Navy makes enterprise push for cloud computing

The Navy will begin moving its systems that host publicly releasable information to commercial cloud service providers (CSPs) as a first step toward eventually deploying most of its systems to the cloud environment, Navy CIO Terry Halvorsen said April 5.

In an April 1 memo to service organizations, the Navy CIO instructed systems and application owners and program managers responsible for service computing systems to expand their analyses of alternatives for hosting Navy systems and information to include Defense Department and CSPs.

The Navy is seeking to move more of its computing systems to the cloud to increase efficiency and achieve cost savings, the CIO said. The service will vet CSPs to ensure that they have robust cloud computing technologies that can meet established mission and security requirements, and also provide best value.

The new policy directive comes in the wake of a recent pilot project the Navy CIO had with Amazon Web Services to move publicly accessible data to a commercial hosting environment, the Navy CIO said. As a result of the initiative, the Secretary of the Navy's information portal accessible to the public is now hosted in the Amazon Web Services cloud infrastructure. Among the key factors assessed in making the decision involved the type of data stored in the portal, hosting costs and security requirements.

The move to commercial CSPs will occur unless a more cost-effective DOD approach is identified, the Navy CIO memo stated.

The DOD had previously stated in two different memorandums issued in 2012 that the Defense Information Systems Agency was to serve as the departmentwide Enterprise Cloud Service Broker; however, since the broker concept is still being developed and not yet in place the Navy intends to move forward with its transfer of computing systems to commercial CSPs, the Navy CIO memo stated.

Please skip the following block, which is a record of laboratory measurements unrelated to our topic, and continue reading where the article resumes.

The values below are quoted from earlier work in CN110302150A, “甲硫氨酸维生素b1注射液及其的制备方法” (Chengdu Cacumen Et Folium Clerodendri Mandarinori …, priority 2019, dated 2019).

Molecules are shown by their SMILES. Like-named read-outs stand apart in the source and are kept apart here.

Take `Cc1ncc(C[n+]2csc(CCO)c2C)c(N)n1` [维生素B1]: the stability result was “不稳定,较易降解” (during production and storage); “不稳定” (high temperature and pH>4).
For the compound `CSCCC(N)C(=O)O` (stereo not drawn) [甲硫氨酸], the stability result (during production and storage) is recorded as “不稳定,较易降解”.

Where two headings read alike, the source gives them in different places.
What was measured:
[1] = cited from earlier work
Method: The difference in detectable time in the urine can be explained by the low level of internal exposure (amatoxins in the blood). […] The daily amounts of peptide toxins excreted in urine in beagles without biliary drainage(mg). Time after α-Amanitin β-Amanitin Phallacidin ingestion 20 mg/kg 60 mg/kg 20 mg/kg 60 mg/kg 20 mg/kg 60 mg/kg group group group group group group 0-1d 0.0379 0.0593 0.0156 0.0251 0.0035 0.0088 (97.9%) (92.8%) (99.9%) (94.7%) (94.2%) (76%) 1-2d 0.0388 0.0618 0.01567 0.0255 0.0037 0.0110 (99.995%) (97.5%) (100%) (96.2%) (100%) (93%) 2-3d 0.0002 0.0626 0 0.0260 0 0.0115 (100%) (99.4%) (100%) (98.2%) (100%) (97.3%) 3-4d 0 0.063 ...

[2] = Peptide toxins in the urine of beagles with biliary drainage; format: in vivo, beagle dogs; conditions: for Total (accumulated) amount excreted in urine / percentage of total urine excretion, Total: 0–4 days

The Navy CIO plans to use the initial implementations of commercial and governmental cloud hosting services to define the security documentation and certification standards and processes unique to cloud systems, the memo stated. The Navy CIO plans to use reciprocal accreditation decisions and artifacts supporting such decisions to streamline the DOD and federal certification processes. This approach will also identify the need for additional security controls or verification testing, the memo stated.

Pending further guidance from the DOD, the Navy and Marine Corps deputy CIOs will take steps to ensure that all systems are properly certified and formally approved by the appropriate designated approval authority, ensure required entries are made in the Navy IT Portfolio Repository and Navy Applications and Database Management System, ensure commercial CSPs are used to support low-impact systems and mission functions unless a more cost effective DOD approach is identified.

The deputy CIOs also will establish a governance process to adjudicate requested exceptions to this policy and and analyze alternatives to identify the most cost effective hosting environment for medium impact systems. The analysis will cover the evaluation of commercial, federal, and DOD approaches.

Defense Systems Update

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